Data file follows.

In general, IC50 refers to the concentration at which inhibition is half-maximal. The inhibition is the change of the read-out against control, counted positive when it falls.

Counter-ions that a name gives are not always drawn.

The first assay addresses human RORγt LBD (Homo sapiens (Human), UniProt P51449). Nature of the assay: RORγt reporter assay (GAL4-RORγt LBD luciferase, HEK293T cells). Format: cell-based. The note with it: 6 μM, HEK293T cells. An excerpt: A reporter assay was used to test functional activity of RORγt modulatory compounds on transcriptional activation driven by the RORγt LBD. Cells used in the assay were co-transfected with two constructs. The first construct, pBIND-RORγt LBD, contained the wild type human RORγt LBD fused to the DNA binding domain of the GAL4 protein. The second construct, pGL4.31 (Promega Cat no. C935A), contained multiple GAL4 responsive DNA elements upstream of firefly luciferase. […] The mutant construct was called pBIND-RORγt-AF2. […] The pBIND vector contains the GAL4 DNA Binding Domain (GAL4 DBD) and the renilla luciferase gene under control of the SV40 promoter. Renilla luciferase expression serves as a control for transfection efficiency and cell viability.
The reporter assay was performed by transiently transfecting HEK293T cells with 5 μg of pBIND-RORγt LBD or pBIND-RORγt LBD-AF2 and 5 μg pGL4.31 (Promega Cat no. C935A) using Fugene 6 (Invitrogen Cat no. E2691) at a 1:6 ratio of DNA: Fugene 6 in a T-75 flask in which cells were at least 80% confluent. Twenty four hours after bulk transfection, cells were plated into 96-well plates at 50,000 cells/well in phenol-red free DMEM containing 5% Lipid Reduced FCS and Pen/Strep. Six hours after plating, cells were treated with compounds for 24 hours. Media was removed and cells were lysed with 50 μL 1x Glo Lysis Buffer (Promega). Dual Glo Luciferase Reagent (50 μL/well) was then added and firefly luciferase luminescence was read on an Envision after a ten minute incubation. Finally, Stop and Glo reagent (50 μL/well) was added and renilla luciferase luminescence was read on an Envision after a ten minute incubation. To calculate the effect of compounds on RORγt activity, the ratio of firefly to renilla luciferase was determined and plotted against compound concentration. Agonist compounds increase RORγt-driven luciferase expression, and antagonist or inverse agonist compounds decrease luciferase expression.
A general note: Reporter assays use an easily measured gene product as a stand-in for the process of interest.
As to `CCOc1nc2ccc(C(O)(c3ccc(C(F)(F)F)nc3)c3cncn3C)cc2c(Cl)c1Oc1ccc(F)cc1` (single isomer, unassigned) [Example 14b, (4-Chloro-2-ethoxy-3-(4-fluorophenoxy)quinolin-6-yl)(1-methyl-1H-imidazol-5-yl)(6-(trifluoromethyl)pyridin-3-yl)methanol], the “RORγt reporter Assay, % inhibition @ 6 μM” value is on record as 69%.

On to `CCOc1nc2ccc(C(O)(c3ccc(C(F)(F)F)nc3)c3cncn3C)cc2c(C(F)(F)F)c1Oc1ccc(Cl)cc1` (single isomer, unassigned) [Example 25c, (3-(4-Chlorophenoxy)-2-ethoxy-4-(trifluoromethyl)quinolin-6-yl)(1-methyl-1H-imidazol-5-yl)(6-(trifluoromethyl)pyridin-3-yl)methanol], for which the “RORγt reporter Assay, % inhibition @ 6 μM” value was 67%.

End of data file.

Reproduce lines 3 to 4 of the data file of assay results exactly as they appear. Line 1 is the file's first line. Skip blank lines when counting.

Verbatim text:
The first assay addresses human RORγt LBD (Homo sapiens (Human), UniProt P51449). Nature of the assay: RORγt reporter assay (GAL4-RORγt LBD luciferase, HEK293T cells). Format: cell-based. The note with it: 6 μM, HEK293T cells. An excerpt: A reporter assay was used to test functional activity of RORγt modulatory compounds on transcriptional activation driven by the RORγt LBD. Cells used in the assay were co-transfected with two constructs. The first construct, pBIND-RORγt LBD, contained the wild type human RORγt LBD fused to the DNA binding domain of the GAL4 protein. The second construct, pGL4.31 (Promega Cat no. C935A), contained multiple GAL4 responsive DNA elements upstream of firefly luciferase. […] The mutant construct was called pBIND-RORγt-AF2. […] The pBIND vector contains the GAL4 DNA Binding Domain (GAL4 DBD) and the renilla luciferase gene under control of the SV40 promoter. Renilla luciferase expression serves as a control for transfection efficiency and cell viability.
The reporter assay was performed by transiently transfecting HEK293T cells with 5 μg of pBIND-RORγt LBD or pBIND-RORγt LBD-AF2 and 5 μg pGL4.31 (Promega Cat no. C935A) using Fugene 6 (Invitrogen Cat no. E2691) at a 1:6 ratio of DNA: Fugene 6 in a T-75 flask in which cells were at least 80% confluent. Twenty four hours after bulk transfection, cells were plated into 96-well plates at 50,000 cells/well in phenol-red free DMEM containing 5% Lipid Reduced FCS and Pen/Strep. Six hours after plating, cells were treated with compounds for 24 hours. Media was removed and cells were lysed with 50 μL 1x Glo Lysis Buffer (Promega). Dual Glo Luciferase Reagent (50 μL/well) was then added and firefly luciferase luminescence was read on an Envision after a ten minute incubation. Finally, Stop and Glo reagent (50 μL/well) was added and renilla luciferase luminescence was read on an Envision after a ten minute incubation. To calculate the effect of compounds on RORγt activity, the ratio of firefly to renilla luciferase was determined and plotted against compound concentration. Agonist compounds increase RORγt-driven luciferase expression, and antagonist or inverse agonist compounds decrease luciferase expression.